Probably no composer lived a more prosaic life than the Belgian-born César Franck. He earned his living by teaching piano and playing the organ in church, two activities which were to occupy him throughout his life. Well-loved by his students, among whom he counted the composers d’Indy, Chausson, and Duparc, and highly regarded as an organist, Franck gained small recognition for his compositions. Only in the last year of his life did he enjoy an unqualified public success.
The day following the fine reception accorded his String Quartet, the composer buoyed the spirits of his students who always smarted at the neglect he suffered. He told them, proudly, and with touching humility, “There, you see, the public is beginning to understand me.” A large, international public did indeed come to understand and admire Franck, but not until after he had died.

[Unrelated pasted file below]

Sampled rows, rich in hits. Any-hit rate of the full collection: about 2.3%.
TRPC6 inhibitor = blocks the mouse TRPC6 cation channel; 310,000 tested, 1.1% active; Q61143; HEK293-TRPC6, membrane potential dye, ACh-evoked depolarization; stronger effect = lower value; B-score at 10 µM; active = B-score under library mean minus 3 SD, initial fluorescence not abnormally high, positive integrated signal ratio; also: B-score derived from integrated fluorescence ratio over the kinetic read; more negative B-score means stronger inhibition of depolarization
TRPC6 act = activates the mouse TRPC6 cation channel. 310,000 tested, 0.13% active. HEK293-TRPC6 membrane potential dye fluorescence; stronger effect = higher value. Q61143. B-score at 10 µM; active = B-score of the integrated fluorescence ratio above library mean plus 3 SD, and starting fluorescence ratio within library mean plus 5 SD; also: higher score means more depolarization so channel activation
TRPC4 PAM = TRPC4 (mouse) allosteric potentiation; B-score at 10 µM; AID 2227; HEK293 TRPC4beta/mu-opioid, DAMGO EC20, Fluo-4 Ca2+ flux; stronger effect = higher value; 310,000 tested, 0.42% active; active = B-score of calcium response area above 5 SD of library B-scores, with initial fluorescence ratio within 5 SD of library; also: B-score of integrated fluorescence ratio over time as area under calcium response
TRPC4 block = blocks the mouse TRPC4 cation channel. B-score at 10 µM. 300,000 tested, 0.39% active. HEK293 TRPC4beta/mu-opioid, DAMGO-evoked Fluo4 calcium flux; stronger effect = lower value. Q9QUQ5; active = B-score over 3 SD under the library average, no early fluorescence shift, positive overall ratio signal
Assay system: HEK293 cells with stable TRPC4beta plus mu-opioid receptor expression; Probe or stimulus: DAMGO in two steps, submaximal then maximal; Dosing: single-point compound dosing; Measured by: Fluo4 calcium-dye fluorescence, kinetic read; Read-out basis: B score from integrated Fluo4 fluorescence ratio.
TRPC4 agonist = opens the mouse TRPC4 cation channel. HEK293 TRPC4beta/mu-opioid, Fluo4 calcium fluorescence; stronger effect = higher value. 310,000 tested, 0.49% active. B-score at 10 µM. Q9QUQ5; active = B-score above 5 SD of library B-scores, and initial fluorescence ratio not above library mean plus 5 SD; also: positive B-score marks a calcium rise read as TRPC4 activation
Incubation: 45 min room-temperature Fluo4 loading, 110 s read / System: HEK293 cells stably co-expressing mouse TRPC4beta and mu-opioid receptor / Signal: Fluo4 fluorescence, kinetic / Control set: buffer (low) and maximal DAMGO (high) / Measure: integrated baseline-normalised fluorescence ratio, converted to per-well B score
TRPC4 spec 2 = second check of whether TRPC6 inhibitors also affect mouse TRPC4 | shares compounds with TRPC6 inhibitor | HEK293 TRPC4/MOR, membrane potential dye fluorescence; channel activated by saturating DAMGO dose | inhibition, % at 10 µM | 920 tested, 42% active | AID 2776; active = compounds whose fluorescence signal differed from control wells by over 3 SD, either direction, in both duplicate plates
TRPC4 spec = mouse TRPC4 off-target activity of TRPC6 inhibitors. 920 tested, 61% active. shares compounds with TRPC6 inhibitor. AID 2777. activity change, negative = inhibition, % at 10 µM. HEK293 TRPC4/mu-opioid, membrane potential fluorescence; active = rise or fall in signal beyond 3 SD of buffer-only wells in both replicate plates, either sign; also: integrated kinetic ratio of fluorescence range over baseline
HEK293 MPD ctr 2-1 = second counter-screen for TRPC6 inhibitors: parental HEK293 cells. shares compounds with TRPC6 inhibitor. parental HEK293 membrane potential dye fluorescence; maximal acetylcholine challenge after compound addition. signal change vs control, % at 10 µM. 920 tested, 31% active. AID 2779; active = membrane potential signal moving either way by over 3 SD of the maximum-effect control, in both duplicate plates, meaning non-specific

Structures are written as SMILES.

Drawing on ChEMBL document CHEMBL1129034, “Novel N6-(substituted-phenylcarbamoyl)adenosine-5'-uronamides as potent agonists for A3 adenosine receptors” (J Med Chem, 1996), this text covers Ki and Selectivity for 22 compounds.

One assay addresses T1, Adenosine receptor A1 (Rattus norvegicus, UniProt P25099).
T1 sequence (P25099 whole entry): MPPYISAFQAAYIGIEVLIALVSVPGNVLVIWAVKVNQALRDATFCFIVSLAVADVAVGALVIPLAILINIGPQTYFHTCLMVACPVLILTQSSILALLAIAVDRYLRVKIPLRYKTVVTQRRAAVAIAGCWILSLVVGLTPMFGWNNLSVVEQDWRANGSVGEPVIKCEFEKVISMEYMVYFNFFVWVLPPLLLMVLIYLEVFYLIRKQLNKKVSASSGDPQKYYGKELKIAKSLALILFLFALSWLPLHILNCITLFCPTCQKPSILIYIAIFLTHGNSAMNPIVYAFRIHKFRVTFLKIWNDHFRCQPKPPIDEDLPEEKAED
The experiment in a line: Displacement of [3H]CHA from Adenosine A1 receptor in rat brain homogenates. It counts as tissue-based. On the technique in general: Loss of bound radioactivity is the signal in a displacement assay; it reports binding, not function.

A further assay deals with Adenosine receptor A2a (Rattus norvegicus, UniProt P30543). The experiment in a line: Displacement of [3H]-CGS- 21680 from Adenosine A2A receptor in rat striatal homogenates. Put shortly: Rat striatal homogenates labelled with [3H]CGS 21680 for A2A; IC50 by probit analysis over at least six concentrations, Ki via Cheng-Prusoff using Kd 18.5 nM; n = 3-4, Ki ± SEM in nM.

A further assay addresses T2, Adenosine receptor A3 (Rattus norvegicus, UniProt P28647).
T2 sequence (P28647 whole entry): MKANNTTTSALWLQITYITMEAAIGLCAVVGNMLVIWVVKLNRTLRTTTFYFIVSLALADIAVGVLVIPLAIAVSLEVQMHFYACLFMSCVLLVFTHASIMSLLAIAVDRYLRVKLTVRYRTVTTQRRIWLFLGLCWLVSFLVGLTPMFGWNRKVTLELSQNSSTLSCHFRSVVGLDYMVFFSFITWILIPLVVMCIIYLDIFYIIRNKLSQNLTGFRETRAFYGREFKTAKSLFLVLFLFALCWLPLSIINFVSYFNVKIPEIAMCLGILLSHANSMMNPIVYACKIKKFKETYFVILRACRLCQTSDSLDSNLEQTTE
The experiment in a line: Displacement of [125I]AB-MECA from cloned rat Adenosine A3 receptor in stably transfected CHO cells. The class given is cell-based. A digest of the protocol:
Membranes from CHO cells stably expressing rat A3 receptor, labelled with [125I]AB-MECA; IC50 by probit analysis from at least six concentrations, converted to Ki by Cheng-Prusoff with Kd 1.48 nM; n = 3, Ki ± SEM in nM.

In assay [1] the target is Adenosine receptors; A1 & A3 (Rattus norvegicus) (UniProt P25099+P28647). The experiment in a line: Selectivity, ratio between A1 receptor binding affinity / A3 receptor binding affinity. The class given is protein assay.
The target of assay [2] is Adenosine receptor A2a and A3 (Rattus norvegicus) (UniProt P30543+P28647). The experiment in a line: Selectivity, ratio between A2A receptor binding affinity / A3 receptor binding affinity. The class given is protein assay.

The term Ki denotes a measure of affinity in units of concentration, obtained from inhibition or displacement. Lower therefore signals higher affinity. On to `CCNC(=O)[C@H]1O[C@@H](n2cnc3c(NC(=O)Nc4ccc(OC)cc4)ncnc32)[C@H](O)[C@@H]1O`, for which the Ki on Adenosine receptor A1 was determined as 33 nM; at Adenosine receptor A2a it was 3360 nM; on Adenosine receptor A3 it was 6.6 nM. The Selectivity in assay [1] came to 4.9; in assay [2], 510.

The Symphonic Variations were completed in 1885. The work’s design is unique, being a three-part form in which a set of six free-flowing variations is enclosed by an introduction and finale, both based on themes different from the variation melody. Perhaps the most imaginative episode occurs in and following the sixth variation. The cello, after singing the variation theme while the piano murmurs a contemplative countermelody above it, suddenly finds for itself the first piano melody of the introduction. To a flowing piano accompaniment, the cello expands the theme, finally sinks to a high trill. This heralds the finale, which is built mainly on the piano’s very first theme, now transformed into music of lighthearted, Parisian gaiety.
Orrin Howard, who annotated Los Angeles Philharmonic programs for more than 20 years while serving as Director of Publications and Archives, continues to contribute regularly to the Philharmonic program book.